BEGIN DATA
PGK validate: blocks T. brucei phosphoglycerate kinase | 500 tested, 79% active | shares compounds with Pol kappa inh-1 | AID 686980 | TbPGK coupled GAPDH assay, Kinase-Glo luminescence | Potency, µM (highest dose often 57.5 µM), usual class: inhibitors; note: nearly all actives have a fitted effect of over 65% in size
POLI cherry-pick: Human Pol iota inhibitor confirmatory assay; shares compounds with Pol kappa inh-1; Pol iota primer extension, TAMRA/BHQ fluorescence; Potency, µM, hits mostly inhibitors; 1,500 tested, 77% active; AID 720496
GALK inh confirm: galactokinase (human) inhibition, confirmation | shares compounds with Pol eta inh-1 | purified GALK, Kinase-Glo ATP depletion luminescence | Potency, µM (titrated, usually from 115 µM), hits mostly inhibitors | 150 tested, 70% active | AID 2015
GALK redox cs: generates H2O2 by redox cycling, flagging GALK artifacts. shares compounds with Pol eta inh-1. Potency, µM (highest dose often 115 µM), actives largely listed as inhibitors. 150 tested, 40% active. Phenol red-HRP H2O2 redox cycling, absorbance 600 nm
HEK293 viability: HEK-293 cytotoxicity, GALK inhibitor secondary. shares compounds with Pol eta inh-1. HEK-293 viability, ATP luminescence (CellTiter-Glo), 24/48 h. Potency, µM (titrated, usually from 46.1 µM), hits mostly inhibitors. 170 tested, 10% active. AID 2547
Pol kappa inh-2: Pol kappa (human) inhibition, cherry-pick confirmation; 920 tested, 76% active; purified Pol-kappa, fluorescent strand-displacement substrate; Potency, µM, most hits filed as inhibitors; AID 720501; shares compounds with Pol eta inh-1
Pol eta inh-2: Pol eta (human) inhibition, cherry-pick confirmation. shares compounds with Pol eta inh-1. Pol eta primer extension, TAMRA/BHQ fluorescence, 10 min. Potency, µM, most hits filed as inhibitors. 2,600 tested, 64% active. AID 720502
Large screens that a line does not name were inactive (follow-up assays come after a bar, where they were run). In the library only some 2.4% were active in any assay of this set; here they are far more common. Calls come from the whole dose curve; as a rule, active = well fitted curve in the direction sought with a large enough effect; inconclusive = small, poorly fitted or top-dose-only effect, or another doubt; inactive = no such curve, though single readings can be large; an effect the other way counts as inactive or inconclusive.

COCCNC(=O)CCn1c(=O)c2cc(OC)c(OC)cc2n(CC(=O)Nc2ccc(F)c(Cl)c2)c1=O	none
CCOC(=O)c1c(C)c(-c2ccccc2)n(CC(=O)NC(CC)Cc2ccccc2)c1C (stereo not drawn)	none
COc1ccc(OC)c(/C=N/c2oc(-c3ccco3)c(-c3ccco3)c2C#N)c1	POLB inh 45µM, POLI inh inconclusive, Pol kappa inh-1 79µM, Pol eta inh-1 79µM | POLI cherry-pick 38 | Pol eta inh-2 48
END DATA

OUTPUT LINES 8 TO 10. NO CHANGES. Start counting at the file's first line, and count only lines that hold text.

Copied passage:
Large screens that a line does not name were inactive (follow-up assays come after a bar, where they were run). In the library only some 2.4% were active in any assay of this set; here they are far more common. Calls come from the whole dose curve; as a rule, active = well fitted curve in the direction sought with a large enough effect; inconclusive = small, poorly fitted or top-dose-only effect, or another doubt; inactive = no such curve, though single readings can be large; an effect the other way counts as inactive or inconclusive.

COCCNC(=O)CCn1c(=O)c2cc(OC)c(OC)cc2n(CC(=O)Nc2ccc(F)c(Cl)c2)c1=O	none
CCOC(=O)c1c(C)c(-c2ccccc2)n(CC(=O)NC(CC)Cc2ccccc2)c1C (stereo not drawn)	none